US patents, including associated diagrams and images, are in the public domain. Today I added the below captions and images from US patents to the Trombone History Timeline (19th century—2nd half, and 20th century). More to come!
1894—Detroit, Michigan: Joseph L. De Good files a patent for a “trombone-gage.” In his words, “I have devised what I have termed a ‘position indicator,’ which is attached to the fixed and sliding tubes having indices thereon by which the end of the sliding tube can be readily adjusted” (De Good) (see below image; public domain).
1921—Laporte, Indiana: Ernst Couturier receives a patent for a trombone, “whereby, to the greatest extent possible, the bore of the instrument is continuously and gradually increased in diameter in the direction of travel of the sound vibrations; in other words, I aim to reduce to a minimum the length of cylindrical tubing in the instrument…” (Couturier) (see below image; public domain).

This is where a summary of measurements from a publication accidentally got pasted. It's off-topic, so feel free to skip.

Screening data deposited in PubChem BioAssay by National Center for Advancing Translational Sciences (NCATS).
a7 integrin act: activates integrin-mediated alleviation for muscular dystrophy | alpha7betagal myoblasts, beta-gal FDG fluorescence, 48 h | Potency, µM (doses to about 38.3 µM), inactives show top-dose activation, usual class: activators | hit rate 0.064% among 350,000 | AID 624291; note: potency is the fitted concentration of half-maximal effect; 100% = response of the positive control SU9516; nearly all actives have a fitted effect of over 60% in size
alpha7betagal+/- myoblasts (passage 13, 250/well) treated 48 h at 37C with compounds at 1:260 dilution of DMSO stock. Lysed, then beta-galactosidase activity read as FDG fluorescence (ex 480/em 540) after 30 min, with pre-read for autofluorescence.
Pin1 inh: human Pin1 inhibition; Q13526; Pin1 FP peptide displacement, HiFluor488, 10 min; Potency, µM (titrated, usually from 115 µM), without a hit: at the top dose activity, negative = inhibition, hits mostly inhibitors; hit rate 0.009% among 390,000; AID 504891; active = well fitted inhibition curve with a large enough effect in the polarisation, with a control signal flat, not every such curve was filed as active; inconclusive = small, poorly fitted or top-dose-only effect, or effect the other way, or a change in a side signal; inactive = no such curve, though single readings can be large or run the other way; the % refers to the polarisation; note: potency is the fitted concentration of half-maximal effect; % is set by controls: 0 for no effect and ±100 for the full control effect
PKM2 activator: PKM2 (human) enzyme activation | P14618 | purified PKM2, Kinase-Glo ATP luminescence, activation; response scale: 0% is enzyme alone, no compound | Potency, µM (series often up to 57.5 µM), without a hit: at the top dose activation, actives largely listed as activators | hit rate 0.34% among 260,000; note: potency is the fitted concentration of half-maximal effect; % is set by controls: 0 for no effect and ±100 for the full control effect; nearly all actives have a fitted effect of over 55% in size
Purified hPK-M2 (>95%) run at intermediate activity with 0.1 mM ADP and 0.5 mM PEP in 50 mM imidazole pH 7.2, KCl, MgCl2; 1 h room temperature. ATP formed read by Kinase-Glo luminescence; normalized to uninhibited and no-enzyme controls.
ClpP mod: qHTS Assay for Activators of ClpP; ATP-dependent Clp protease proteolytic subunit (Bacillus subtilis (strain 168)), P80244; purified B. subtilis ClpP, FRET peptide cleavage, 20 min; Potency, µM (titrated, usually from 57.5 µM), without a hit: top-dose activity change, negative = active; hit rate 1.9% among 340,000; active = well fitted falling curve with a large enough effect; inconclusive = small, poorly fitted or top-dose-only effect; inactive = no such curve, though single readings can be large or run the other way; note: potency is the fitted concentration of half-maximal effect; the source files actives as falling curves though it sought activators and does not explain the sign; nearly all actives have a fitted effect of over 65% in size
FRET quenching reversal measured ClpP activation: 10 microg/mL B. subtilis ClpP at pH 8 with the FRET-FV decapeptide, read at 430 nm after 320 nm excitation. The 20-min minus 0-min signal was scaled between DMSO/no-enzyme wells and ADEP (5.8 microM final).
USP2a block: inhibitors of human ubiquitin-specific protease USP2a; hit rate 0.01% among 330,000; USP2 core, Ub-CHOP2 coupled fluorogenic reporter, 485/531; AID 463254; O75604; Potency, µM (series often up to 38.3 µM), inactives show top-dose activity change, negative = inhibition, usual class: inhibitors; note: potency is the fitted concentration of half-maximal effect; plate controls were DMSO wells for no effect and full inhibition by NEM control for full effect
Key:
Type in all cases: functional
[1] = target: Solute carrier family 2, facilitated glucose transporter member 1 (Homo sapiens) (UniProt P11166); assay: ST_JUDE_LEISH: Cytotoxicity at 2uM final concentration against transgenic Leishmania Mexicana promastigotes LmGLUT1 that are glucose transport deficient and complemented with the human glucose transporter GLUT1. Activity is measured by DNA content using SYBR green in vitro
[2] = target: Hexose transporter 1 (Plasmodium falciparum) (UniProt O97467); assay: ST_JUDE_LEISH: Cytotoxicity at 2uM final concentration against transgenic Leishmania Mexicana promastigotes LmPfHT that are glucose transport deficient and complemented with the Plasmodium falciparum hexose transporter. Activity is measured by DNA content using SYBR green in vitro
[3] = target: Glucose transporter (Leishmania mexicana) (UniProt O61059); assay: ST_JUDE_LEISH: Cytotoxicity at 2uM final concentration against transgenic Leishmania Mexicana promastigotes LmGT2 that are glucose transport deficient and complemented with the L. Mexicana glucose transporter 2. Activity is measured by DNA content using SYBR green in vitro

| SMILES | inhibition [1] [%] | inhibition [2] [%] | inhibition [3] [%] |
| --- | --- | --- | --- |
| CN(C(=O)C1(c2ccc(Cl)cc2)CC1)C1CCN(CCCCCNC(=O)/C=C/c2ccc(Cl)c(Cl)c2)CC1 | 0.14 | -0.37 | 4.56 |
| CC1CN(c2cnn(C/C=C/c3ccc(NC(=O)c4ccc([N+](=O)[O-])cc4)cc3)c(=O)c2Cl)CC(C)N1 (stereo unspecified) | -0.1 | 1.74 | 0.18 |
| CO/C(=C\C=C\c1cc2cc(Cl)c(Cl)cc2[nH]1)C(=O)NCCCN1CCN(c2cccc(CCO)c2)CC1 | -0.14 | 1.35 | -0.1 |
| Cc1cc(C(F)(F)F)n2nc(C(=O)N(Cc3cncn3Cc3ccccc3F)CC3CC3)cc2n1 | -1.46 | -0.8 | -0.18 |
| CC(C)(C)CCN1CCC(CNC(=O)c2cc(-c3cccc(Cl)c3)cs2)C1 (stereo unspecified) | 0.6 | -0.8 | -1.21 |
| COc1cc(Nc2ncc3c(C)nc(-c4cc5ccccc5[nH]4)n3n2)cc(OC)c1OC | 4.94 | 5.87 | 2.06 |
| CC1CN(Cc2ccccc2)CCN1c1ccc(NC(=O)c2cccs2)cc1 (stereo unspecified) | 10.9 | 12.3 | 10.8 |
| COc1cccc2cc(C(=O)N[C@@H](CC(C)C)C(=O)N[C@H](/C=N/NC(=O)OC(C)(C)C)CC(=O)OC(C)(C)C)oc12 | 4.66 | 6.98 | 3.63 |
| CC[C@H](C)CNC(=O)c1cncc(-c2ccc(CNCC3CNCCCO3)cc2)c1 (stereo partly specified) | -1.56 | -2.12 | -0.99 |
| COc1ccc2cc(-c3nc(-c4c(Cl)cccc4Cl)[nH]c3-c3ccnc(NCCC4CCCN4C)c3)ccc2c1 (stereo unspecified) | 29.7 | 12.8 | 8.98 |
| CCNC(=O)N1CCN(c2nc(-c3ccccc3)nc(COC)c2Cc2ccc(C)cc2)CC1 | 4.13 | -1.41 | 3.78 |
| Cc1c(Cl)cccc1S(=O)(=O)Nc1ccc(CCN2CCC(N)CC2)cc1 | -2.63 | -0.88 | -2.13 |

1950—Brooklyn, New York: Trombonist Davis Shuman files a patent for a trombone in which he “inclin[es] the telescopic sections and the slide of the trombone at an angle to the axis of the bell and mouthpiece so that the slide can be moved at an angle to avoid striking a person in front of the trombonist without the necessity of directing the bell away from the audience. Inclining the slide also improves the balance of the instrument since, in normal playing position, the horizontal extension of the slide is not as great as in the conventional trombone and the arm movement is easier and more natural” (Shuman) (see below image; public domain).